[Solved] Better understaning – Class.forName(“com.mysql.jdbc.Driver”).newInstance ();

I came across this helpful link with code which works perfectly when updated to hit against my web server. I can do absolutely everything.

Now, the only thing I do not fully understand is the Class.forName().

Why is this being used? Can this be done differently? Is this a work around for something else? Adding a reference? Creating a class as implementing/extending another one?

I want to fully understand what is going on, but this is in my way.

Thank you

Enquirer: jason m


Solution #1:

That code is forcing the class representing the MySQL driver to load and initialize. In Java, a class is not loaded unless it is necessary that the class gets loaded. Since JDBC code usually never directly references the driver, it wouldn’t get loaded without Class.forName (or some other equivalent alternatives).

Note that it is necessary to both load and initialize the class, which are 2 different things.

Also, note that it is not necessary to call .newInstance() — the static initializer of the Driver already registers itself as a JDBC driver.

Finally, note that with the Service Loader API it is usually not necessary to call Class.forName() to load the driver: it can be loaded automatically.

Respondent: Bruno Reis

Solution #2:

Class.forName(className) loads the class with the specified className.

JDBC drivers are loaded this way to avoid having to have a compile-time dependency on a specific JDBC driver. The idea is that you use Java’s JDBC API (the classes and interfaces defined in the packages java.sql and javax.sql) without having to refer directly to a particular JDBC driver.

When you let Java load the driver class with the forName call, the driver will register itself so that it can be used.

Note that for most JDBC drivers it’s unnecessary to explicitly create a new instance of the driver class; you can leave off the .newInstance() call.

Note that since JDBC version 4.0, the Class.forName() call isn’t necessary anymore – the process to discover drivers has been improved, JDBC can load them automatically.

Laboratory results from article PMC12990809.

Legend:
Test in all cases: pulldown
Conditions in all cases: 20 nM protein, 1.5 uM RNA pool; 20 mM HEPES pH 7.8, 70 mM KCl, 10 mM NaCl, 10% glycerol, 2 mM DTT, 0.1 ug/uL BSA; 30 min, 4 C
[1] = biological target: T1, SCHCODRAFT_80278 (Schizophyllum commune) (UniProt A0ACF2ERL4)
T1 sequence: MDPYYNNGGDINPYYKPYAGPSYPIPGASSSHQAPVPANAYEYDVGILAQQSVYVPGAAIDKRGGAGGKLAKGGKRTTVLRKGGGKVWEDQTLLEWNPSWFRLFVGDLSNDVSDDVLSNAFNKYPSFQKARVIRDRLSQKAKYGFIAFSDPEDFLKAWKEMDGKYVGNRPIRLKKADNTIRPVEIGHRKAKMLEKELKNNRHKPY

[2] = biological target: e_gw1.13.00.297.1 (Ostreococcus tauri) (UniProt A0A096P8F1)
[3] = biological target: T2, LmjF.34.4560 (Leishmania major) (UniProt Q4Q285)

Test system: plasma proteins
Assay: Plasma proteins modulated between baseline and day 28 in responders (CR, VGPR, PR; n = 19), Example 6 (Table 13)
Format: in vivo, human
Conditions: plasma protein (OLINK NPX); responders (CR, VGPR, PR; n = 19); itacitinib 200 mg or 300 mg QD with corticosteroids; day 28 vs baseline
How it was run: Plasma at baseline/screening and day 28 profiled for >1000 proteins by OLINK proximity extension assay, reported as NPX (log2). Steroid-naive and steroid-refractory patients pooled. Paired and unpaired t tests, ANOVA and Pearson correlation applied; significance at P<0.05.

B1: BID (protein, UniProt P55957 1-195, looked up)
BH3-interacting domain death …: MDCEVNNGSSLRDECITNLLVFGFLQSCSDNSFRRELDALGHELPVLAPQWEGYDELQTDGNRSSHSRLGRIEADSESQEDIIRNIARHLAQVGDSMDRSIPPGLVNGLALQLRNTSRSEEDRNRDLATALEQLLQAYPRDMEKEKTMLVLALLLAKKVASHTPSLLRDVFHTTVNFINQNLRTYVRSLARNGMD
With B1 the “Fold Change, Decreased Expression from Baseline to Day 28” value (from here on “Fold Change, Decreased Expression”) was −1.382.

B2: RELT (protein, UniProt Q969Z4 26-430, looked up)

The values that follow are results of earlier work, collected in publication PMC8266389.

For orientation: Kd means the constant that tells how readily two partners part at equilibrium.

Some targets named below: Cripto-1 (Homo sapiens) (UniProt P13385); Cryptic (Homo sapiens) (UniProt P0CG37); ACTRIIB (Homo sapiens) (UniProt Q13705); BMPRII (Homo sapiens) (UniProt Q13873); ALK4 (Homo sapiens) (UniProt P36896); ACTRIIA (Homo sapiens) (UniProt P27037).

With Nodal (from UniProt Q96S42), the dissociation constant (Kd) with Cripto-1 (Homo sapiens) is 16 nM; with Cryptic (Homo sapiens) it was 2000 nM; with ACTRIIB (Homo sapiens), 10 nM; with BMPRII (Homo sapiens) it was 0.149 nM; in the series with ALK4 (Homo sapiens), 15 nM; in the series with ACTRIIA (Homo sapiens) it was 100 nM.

Respondent: Jesper

Solution #3:

All JDBC Drivers have a static block that registers itself with DriverManager and DriverManager has static an initializer only.

The MySQL JDBC Driver has a static initializer looks like this:

static {
    try {
        java.sql.DriverManager.registerDriver(new Driver());
    } catch (SQLException E) {
        throw new RuntimeException("Can't register driver!");

JVM executes the static block and the Driver registers itself with the DriverManager.
You need a database connection to manipulate the database. In order to create the connection to the database, the DriverManager class has to know which database driver you want to use. It does that by iterating over the array (internally a Vector) of drivers that have registered with it and calls the acceptsURL(url) method on each driver in the array, effectively asking the driver to tell it whether or not it can handle the JDBC URL.

Respondent: Ta Duy Anh

Solution #4:

You can use for example:

import com.mysql.jdbc.Driver;

public class MyClass {
   public void myMethod() {
        Class<Driver> clz = Driver.class;
        Driver driver = clz.newInstance();

But this is not so flexible; you can, for example, read the name “com.mysql.jdbc.Driver” from a config file. Maybe you want to user other driver (from Oracle) and you do not want to change the code; in the way presented above, this is not possible, so the proper approach is with Class.forName(name).

Respondent: Random42

The answers/resolutions are collected from stackoverflow, are licensed under cc by-sa 2.5 , cc by-sa 3.0 and cc by-sa 4.0 .

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